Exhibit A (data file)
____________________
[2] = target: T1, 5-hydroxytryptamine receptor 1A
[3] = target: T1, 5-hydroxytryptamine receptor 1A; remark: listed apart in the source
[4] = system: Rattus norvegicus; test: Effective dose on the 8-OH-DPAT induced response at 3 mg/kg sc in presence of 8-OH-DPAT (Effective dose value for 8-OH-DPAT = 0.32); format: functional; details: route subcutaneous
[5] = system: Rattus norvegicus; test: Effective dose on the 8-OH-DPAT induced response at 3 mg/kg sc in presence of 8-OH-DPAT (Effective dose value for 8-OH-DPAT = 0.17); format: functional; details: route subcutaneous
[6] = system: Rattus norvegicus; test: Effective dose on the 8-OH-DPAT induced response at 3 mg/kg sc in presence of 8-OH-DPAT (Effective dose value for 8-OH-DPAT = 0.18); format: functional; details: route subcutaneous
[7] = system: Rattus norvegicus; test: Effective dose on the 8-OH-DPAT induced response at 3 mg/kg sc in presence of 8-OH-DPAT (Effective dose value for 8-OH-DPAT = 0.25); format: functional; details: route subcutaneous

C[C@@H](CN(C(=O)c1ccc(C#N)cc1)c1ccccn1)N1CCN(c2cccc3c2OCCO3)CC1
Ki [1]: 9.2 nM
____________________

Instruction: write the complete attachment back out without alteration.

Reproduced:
[2] = target: T1, 5-hydroxytryptamine receptor 1A
[3] = target: T1, 5-hydroxytryptamine receptor 1A; remark: listed apart in the source
[4] = system: Rattus norvegicus; test: Effective dose on the 8-OH-DPAT induced response at 3 mg/kg sc in presence of 8-OH-DPAT (Effective dose value for 8-OH-DPAT = 0.32); format: functional; details: route subcutaneous
[5] = system: Rattus norvegicus; test: Effective dose on the 8-OH-DPAT induced response at 3 mg/kg sc in presence of 8-OH-DPAT (Effective dose value for 8-OH-DPAT = 0.17); format: functional; details: route subcutaneous
[6] = system: Rattus norvegicus; test: Effective dose on the 8-OH-DPAT induced response at 3 mg/kg sc in presence of 8-OH-DPAT (Effective dose value for 8-OH-DPAT = 0.18); format: functional; details: route subcutaneous
[7] = system: Rattus norvegicus; test: Effective dose on the 8-OH-DPAT induced response at 3 mg/kg sc in presence of 8-OH-DPAT (Effective dose value for 8-OH-DPAT = 0.25); format: functional; details: route subcutaneous

C[C@@H](CN(C(=O)c1ccc(C#N)cc1)c1ccccn1)N1CCN(c2cccc3c2OCCO3)CC1
Ki [1]: 9.2 nM